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Dr. Edward BoveDr. Bove

Think of a walnut in its shell. Now imagine a heart the same size.

Now, imagine fixing a problem inside that heart. And saving the life of the child to whom it belongs.

Almost every day for 20 years, Dr. Edward Bove has led a University of Michigan team that does just that. A true pioneer of children’s cardiac surgery, he repairs, reconstructs and rebuilds tiny hearts using delicate instruments held firmly in his large, reassuring hands.

He’s a linchpin of the Congenital Heart Center, one of the world’s top centers for children’s heart care. Families come from all over Michigan, and around the nation and the world, to have their children’s heart defects diagnosed and treated at U-M - many of them by Dr. Bove.

All of them come here looking for a miracle. If their babies had been born twenty or even ten years ago, they would have died within days. Even today, some of the families have been told by other doctors that nothing can be done for their child.

But through the work of Dr. Bove and his team, there’s real hope that even a baby born with a serious heart defect can go on to have a healthy life.

Dr. Bove’s kind face and quietly confident manner have calmed many a frightened parent, anxious to know what can be done to save their baby’s life. In these days of sophisticated pre-birth diagnosis, some of those parents learn of their baby’s condition while they’re still parents-to-be.

The U-M’s comprehensive program helps these families from diagnosis (at birth or before) through testing, surgery, post-surgical care and long-term follow-up. Dr. Bove may be the face of the program, but he can’t do it alone: Cardiologists, nurses, anesthesiologists, technicians, respiratory therapists, dietitians, exercise specialists and social workers work together to help every young heart patient have the best chance.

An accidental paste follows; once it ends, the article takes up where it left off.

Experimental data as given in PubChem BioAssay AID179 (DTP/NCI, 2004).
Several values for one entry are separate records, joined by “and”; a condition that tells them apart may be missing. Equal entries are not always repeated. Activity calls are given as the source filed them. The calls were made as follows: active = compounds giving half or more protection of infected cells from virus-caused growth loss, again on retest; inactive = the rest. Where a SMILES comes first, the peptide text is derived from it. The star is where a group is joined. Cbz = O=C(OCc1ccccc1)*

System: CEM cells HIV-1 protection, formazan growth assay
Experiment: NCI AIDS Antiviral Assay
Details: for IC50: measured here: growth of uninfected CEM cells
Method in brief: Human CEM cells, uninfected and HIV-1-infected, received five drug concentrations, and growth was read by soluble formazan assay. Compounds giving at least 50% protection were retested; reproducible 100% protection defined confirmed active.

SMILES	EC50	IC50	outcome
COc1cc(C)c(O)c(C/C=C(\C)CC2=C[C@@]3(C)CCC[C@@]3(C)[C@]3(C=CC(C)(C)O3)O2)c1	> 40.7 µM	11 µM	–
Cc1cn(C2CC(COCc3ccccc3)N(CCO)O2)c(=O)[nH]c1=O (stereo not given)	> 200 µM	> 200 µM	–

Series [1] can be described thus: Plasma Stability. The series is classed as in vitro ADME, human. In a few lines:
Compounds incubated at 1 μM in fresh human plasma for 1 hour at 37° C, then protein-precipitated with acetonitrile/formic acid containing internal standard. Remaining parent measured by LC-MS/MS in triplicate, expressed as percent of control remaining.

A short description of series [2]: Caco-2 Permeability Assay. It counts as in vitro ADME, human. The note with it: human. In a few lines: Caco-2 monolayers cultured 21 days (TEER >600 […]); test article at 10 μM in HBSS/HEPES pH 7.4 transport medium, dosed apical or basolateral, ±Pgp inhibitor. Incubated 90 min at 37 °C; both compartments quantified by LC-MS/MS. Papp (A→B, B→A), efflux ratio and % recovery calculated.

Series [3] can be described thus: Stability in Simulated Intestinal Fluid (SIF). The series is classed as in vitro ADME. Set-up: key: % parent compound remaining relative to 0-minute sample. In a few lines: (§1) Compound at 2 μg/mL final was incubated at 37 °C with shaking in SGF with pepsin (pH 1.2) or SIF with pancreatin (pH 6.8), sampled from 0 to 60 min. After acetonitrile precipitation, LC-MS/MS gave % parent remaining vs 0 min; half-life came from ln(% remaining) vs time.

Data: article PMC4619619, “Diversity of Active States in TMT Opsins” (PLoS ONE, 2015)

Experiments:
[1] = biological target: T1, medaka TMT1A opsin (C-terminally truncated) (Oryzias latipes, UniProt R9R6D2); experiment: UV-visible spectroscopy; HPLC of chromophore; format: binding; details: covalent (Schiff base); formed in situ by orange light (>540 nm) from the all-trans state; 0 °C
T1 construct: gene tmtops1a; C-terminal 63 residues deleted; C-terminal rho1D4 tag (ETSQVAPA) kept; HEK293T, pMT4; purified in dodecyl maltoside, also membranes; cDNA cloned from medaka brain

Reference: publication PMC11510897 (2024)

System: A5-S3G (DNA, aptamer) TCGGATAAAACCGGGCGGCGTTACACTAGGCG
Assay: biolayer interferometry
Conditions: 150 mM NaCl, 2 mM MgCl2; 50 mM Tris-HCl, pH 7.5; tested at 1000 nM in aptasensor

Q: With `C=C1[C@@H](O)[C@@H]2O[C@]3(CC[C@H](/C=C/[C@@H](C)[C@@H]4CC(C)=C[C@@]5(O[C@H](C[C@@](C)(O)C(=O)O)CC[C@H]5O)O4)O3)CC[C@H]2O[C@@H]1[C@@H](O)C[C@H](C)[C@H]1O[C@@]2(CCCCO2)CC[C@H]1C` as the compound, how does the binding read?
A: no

Born with “half a heart”

But there are some things only a surgeon can do. Dr. Bove’s surgical skill has especially made a difference for children with a condition called hypoplastic left heart syndrome (HLHS), in which the left side of the heart fails to develop properly in the womb and can’t pump blood to the body. Parents of these children often say they were born with “half a heart.”

When Dr. Bove was training to become a surgeon, HLHS killed every baby born with it. But through his persistence in perfecting the three operations these patients need, and with the dedication of the U-M’s skilled team, HLHS patients now have very good odds. More than 85 percent of HLHS babies treated at U-M now survive the first operation. Those who go on to the second and third operations have an even higher chance of living.

The series of operations is far from simple, and carries great risks. But it has helped hundreds of children live. Hundreds more, with other heart defects, are also alive because of his skill and the entire team’s dedication.

Grateful parents have called Dr. Bove “humble and compassionate,” “caring and personable,” even “a gift from God” and a “miracle worker.” And while he appreciates the compliments, it’s the lives saved that are his biggest reward.

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